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Executive Agency and State Capacity in Development: Comparing Sino-African Railways in Kenya and Ethiopia

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Why do infrastructure projects that are similar in nature develop along starkly different trajectories? This question sheds light on the varying state capacity of developing countries. Divergent from structural explanations that stress external agency and institutional explanations that emphasize bureaucratic capacity, I propose a political championship theory to explain the variance in states capacity of infrastructure delivery. I argue that when a project is highly salient to leaders' survival, leaders commit to the project; leaders with strong authority build an implementation coalition, leading to higher effectiveness. I trace the process of the Standard Gauge Railway in Kenya and Addis-Djibouti Railway in Ethiopia, relying on over 180 interviews. This research highlights the individual agency within structural and institutional constraints, a previously understudied area in state capacity.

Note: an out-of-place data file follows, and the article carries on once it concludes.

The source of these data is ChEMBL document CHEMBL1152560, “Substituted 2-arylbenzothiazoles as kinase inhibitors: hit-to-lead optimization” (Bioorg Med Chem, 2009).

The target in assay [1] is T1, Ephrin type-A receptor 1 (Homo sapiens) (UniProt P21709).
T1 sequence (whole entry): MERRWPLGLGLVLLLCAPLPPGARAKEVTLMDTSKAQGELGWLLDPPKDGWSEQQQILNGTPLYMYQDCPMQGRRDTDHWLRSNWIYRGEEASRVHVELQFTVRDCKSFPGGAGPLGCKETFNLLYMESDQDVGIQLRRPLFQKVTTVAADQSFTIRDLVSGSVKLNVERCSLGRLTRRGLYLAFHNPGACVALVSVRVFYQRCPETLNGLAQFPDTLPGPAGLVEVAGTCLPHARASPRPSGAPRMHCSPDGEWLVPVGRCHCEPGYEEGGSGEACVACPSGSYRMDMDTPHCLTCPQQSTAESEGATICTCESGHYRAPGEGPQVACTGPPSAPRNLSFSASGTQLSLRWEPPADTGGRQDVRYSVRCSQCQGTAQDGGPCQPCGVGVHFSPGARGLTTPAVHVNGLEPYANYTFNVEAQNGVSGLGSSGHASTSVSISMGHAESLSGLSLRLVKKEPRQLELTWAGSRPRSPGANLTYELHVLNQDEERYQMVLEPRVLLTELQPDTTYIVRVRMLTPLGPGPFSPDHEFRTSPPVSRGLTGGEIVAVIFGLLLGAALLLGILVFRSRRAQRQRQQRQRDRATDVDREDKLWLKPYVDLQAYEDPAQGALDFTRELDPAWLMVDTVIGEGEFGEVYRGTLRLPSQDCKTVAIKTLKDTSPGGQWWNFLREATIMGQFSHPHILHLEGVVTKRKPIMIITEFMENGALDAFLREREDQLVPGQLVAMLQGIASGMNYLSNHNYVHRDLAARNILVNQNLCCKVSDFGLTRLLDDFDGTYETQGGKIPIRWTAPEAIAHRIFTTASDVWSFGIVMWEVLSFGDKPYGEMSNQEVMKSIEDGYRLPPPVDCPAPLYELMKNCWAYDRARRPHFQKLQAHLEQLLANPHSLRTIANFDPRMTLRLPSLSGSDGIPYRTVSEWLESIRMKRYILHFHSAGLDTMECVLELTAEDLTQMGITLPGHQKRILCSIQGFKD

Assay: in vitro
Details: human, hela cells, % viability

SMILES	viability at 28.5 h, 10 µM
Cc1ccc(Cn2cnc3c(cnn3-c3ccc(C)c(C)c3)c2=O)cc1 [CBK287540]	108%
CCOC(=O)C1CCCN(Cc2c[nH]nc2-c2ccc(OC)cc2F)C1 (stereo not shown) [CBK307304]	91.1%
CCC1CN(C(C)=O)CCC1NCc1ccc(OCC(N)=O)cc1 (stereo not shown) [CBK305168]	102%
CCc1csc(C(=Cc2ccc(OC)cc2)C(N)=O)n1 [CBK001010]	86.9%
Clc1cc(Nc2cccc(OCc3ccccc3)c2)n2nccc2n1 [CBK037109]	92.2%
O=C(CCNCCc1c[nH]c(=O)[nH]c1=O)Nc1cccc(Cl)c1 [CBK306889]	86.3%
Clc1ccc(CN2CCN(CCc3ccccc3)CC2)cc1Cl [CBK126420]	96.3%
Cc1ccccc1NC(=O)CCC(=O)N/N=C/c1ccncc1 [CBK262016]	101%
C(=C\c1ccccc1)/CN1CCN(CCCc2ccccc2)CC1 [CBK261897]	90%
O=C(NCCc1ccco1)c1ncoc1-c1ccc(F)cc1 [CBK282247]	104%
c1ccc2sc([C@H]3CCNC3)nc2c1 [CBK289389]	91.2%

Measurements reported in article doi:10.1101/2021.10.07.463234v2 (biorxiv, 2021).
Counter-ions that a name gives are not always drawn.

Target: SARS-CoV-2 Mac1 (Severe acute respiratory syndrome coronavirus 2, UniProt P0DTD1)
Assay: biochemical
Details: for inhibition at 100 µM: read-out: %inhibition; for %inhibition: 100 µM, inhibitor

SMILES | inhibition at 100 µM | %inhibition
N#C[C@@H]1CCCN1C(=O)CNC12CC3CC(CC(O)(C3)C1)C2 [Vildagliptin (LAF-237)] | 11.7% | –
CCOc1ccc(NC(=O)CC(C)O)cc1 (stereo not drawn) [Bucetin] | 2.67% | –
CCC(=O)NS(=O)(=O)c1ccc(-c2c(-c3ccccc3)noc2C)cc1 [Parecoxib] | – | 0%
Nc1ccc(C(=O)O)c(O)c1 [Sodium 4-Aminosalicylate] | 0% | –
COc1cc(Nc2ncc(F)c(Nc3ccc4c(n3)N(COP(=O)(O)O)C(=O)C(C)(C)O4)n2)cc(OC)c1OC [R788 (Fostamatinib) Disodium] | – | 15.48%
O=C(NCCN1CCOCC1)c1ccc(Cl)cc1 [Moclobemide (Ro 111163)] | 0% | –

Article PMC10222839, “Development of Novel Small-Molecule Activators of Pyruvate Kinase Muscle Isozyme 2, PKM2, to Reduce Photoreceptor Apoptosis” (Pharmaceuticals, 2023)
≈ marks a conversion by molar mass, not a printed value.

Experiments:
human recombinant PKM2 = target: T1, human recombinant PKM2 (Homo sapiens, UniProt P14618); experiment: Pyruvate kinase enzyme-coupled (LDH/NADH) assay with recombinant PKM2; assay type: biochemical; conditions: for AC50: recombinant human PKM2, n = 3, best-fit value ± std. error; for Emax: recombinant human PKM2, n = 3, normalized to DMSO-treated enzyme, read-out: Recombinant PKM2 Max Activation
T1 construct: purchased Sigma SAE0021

Keywords: BELT AND ROAD INITIATIVE; CHINA IN AFRICA; ETHIOPIA; INFRASTRUCTURE; KENYA; LEADERSHIP; STATE CAPACITY

Document Type: Research Article

Publication date: January 1, 2022

This article was made available online on July 16, 2021 as a Fast Track article with title: "Executive Agency and State Capacity in Development: Comparing Sino-African Railways in Kenya and Ethiopia".

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  • Comparative Politics is an international journal that publishes scholarly articles devoted to the comparative analysis of political institutions and behavior. It was founded in 1968 to further the development of comparative political theory and the application of comparative theoretical analysis to the empirical investigation of political issues. Comparative Politics communicates new ideas and research findings to social scientists, scholars, and students, and is valued by experts in research organizations, foundations, and consulates throughout the world.
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